Religious Responses to Suffering: A Comparative Discussion

Tuesday, May 7, 7:00 p.m.,  Olin 101 

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The Comparison Project 2012-2013 explored a range of religious explanations of and responses to suffering through a variety of public programing—everything from lectures on the Holocaust and the Lakota Ghost Dance, to community and Drake inter-faith dialogues, to creative non-fiction readings by Above + Beyond Cancer trekkers. Our culminating event invites three philosophers of religion, of varying methodological commitments and religious expertises, to reflect on these responses to suffering, drawing tentative comparative, explanatory, and evaluative conclusions about them.

Bradley Herling is Associate Professor of Religious Studies at Marymount Manhattan College. He is the author of The German Gita: Hermeneutics and Discipline in the German Reception of Indian Thought, 1778-1831 (Routledge, 2006) and co-editor of Deliver Us From Evil (Continuum, 2009), an interdisciplinary collection of essays that examines the problem of evil and unwarranted suffering. Prof. Herling is currently working on a second edition of his textbook, A Beginner’s Guide to the Study of Religion, which will be published by Bloomsbury in 2014.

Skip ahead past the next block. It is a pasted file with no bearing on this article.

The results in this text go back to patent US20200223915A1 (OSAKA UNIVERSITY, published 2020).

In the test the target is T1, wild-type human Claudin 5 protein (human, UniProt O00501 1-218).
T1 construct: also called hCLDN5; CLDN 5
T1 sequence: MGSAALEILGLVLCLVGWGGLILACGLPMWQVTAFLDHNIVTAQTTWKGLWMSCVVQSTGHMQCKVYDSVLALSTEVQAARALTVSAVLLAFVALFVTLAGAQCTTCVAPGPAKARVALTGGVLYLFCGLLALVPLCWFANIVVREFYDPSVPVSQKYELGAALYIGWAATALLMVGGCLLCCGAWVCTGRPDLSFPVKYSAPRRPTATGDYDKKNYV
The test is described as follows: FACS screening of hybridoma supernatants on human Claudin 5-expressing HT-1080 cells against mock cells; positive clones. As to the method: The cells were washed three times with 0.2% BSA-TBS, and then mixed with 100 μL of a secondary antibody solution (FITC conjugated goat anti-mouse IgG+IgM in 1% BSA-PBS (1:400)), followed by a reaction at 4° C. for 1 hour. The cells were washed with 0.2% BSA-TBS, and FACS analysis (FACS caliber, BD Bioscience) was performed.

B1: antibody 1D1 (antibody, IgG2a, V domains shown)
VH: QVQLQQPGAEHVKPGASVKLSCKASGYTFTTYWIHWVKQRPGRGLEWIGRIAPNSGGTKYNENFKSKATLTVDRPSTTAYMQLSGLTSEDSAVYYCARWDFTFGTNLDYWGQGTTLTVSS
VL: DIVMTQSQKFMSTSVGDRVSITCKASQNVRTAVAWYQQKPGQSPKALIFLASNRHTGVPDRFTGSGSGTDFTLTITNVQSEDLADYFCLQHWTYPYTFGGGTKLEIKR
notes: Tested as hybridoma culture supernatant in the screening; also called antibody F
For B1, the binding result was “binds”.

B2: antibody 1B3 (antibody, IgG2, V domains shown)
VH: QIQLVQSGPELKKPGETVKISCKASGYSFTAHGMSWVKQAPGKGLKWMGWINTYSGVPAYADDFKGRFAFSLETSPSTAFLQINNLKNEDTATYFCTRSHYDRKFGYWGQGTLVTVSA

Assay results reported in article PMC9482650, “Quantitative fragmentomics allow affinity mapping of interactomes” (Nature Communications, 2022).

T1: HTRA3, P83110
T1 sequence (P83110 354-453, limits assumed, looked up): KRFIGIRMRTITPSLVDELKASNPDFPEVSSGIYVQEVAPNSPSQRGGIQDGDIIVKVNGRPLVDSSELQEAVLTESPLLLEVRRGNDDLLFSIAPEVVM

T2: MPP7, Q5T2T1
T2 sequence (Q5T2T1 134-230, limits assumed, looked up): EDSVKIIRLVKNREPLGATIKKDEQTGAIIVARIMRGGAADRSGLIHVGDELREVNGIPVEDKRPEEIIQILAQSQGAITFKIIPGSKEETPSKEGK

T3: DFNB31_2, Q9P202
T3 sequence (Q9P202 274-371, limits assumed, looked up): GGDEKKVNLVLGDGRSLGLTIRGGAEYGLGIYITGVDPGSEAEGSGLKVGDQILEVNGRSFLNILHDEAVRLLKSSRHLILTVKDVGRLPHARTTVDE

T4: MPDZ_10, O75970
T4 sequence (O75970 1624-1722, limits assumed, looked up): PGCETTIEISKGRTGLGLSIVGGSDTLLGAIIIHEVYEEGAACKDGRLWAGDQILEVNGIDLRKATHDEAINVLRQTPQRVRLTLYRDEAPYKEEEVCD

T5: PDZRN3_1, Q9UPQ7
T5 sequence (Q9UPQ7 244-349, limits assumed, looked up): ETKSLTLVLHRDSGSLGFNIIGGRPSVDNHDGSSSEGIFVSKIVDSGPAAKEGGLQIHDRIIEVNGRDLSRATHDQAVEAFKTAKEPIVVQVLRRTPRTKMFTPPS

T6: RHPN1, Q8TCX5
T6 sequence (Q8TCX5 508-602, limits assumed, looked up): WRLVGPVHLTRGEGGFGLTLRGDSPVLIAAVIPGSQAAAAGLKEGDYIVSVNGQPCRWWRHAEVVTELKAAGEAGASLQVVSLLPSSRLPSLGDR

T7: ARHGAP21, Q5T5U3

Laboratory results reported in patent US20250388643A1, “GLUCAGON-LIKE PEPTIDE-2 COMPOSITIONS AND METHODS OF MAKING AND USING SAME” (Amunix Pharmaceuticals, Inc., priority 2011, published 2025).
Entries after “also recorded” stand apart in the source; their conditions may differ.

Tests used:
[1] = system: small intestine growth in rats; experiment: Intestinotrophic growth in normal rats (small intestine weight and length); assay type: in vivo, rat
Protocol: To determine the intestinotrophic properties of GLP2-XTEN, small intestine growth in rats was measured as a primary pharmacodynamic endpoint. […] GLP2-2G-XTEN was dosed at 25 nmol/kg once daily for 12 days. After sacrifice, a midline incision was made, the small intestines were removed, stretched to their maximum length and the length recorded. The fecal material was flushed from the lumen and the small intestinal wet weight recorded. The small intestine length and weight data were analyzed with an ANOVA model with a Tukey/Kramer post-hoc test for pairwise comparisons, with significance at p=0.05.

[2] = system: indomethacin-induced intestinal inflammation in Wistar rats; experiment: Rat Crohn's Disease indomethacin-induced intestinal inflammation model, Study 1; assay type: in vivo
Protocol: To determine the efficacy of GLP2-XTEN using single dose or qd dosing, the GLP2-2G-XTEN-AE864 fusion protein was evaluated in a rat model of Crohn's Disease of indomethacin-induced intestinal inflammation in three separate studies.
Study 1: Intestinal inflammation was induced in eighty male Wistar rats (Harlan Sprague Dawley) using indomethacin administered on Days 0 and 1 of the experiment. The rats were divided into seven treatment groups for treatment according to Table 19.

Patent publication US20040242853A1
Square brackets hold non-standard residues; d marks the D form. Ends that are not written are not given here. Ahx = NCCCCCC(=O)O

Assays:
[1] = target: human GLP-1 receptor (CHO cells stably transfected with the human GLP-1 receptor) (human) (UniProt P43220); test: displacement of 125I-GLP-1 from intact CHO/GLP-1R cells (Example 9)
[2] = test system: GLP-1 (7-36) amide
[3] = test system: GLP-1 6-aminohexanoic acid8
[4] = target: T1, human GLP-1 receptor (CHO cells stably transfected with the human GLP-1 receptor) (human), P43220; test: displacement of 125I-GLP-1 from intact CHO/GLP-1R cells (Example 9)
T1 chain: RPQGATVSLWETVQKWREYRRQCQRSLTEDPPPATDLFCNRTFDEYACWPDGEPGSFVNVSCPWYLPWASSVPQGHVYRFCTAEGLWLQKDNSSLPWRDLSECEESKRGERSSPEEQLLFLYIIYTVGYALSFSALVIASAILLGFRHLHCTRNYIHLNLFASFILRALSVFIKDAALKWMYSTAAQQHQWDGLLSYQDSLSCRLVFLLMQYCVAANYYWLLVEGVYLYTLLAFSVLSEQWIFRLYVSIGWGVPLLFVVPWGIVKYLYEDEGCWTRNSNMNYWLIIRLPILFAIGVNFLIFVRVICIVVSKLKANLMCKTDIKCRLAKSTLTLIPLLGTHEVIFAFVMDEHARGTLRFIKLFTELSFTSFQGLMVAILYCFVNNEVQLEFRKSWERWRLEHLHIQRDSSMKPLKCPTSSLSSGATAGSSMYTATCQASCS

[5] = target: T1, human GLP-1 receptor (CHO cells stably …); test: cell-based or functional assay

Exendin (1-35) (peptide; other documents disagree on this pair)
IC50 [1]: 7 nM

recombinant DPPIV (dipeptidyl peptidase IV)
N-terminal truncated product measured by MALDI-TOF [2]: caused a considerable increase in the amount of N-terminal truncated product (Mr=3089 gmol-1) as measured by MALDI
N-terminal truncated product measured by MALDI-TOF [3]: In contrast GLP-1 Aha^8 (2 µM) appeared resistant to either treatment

Read Bradley Herling’s Lecture

Jin Y. Park is Associate Professor of philosophy and religion at American University. Park is the author and editor of several books including Buddhism and Postmodernity: Zen, Huayan, and the Possibility of Buddhist Postmodern Ethics.

Read Jin Park’s Lecture

John J. Thatamanil is Associate Professor of Theology and World Religions at Union Theological Seminary. He is the author of The Immanent Divine: God, Creation and the Human Predicament (Fortress Press) and is currently working on a book, The Promise of Religious Diversity: Constructive Theology After Religion, that explores the meaning of the category “religion” for interreligious dialogue.

Listen to audio of the dialogue: